Q&A with Lauren Chalupsky-Cannon

laurenA native of Shueyville, IA, Lauren Chalupsky-Cannon graduated from the University of Iowa and relocated to Scottsdale, AZ. She spent eight years working for Hyatt Resorts, where she developed a great passion for hospitality and wine.  She pursued her wine studies through reading, tasting, and many trips to wine country.

In 2004, Lauren returned to her hometown and opened her dream business: The Secret Cellar. In addition to operating her wine shop and hosting numerous fundraisers for local charities, she also has designed and teaches wine education classes–pairing wine tasting with food, dancing, golfing, and even painting!

She has completed the Level I Sommelier Course and Exam and is currently studying for the Certified Level II Exam.

She has also earned a judging seat alongside Master Sommeliers at the Mid-American Wine Competition. She writes articles for wine publications, awards medals at the Iowa State Fair Wine Competition, and serves a seat judging wines for Iowa’s first VQA (Iowa Vintners Quality Alliance).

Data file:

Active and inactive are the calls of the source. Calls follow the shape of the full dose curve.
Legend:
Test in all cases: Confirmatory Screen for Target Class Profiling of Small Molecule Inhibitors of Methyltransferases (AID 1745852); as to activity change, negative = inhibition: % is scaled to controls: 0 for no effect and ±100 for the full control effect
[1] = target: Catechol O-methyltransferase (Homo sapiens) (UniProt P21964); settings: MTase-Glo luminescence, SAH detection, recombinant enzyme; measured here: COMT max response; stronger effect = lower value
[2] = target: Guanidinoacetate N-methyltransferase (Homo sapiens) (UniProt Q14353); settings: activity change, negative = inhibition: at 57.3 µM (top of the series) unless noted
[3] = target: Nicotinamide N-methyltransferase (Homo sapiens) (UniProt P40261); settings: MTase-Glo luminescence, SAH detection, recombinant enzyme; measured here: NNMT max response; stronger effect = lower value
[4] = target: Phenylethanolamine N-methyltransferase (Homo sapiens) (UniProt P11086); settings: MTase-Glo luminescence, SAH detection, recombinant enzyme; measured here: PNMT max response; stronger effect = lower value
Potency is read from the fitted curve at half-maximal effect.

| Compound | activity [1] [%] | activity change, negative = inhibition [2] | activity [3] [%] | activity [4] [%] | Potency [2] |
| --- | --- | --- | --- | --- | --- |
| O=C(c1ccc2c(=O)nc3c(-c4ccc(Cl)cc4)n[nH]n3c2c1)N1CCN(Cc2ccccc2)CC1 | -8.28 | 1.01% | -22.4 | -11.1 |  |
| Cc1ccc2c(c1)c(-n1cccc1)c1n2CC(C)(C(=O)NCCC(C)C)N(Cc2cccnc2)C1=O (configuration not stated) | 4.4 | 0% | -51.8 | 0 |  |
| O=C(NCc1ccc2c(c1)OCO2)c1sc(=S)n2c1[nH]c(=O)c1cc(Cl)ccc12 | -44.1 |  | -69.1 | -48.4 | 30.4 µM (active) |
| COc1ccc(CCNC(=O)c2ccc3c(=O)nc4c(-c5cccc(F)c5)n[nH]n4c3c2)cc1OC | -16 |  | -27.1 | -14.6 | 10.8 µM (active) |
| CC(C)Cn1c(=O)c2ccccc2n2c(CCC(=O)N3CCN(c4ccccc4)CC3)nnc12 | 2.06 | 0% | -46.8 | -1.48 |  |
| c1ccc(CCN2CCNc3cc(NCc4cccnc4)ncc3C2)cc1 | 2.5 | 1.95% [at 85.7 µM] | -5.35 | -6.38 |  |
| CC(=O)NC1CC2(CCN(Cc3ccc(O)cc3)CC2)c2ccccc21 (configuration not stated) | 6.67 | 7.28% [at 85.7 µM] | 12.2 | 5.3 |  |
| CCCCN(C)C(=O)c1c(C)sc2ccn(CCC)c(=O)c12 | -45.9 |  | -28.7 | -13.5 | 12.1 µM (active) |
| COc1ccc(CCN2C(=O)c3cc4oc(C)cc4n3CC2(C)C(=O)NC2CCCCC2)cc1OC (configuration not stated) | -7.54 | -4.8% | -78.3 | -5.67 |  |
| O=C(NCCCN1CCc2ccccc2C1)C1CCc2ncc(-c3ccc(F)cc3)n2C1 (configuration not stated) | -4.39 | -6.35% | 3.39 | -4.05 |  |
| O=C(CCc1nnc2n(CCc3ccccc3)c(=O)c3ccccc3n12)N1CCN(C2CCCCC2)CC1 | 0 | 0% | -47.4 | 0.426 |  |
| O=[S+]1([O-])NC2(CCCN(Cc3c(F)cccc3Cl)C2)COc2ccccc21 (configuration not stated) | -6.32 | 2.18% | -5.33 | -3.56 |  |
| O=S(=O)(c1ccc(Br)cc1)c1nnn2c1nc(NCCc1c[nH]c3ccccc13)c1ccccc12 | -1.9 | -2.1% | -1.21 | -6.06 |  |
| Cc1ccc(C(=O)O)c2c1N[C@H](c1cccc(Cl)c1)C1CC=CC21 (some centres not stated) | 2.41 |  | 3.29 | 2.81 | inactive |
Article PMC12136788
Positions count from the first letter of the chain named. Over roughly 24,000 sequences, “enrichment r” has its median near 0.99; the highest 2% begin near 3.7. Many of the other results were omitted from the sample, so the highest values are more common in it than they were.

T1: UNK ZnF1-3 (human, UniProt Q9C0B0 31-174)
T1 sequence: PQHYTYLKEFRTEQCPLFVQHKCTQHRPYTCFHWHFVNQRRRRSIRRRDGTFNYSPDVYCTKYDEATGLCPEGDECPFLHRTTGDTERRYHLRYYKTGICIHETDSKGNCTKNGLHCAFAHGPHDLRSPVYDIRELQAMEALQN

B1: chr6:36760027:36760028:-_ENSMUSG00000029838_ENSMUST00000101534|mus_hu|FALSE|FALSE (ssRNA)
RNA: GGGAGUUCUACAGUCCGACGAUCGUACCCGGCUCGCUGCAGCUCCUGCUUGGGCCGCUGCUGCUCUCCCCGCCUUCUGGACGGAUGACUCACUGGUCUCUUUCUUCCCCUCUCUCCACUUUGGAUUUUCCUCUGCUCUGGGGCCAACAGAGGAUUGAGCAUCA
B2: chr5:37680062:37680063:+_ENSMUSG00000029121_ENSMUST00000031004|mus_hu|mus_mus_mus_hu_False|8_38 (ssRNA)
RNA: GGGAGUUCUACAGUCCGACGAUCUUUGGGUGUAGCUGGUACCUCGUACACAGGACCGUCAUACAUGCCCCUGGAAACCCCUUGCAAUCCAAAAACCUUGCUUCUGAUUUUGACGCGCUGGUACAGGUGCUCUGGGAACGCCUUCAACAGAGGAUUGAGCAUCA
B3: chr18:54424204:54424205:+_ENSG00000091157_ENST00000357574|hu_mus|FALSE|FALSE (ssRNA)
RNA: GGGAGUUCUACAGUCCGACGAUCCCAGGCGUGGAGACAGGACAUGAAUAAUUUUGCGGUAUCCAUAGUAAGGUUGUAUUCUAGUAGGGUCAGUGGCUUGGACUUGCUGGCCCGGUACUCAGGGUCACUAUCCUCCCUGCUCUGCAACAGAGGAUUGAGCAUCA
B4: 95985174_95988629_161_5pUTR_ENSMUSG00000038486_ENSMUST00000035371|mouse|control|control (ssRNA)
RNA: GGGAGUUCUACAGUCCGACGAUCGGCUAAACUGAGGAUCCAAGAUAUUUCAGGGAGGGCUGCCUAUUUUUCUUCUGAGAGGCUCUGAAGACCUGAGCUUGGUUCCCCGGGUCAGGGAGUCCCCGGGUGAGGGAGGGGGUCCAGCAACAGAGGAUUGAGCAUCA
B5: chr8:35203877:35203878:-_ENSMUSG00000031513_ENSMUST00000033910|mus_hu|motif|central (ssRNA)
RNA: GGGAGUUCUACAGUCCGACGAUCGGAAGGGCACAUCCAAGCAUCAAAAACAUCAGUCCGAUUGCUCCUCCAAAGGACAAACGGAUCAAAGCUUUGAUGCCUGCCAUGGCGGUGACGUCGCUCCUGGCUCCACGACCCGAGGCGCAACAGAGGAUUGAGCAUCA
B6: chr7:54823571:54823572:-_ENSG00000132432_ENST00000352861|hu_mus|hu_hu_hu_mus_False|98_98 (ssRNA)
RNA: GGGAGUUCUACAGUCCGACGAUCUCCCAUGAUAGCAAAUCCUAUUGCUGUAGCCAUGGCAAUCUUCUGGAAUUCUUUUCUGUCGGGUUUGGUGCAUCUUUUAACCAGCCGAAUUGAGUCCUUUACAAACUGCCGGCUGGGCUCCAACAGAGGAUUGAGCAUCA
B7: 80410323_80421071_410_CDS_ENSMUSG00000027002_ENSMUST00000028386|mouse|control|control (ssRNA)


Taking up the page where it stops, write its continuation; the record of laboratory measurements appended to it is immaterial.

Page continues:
Iowa Decanted recently got in contact with Lauren and asked for her perspective on a few questions.


Iowa Decanted: What is the most common misconception about wine you come across with your students and clients?

Lauren Chalupsky-Cannon: Running my wine shop for the last 8 ½ years, I have had countless people walk in the door apologizing they have not stopped in sooner because they “didn’t know much about wine”. There seems to be an idea you must study regions, styles, and wine making in order to be a qualified wine-drinker. That’s a huge misconception. Plus, that’s my job: to study the amazing wines out there, and then ask you the right questions so I can recommend something perfectly suited for you.

ID: What is the most common misconception about Iowa wine you come across?

LCC: The most common comment I hear about Iowa Wines is “I don’t like them since they’re all sweet”. This is ironic, since an Italian wine that owns a large market share right now (I sell a ton of) happens to be one of the sweetest wines around! Even so, not only are Iowa wines made both sweet and dry, but I it seems people don’t think it’s “cool” to like Iowa wines. I tell them to keep an open mind and keep tasting and trying. Grape growers are experimenting with new grapes very year, and wine makers are also bravely trying new styles and techniques.

ID: When a client comes to you to ask for help choosing a wine, how do you go about finding something they will enjoy?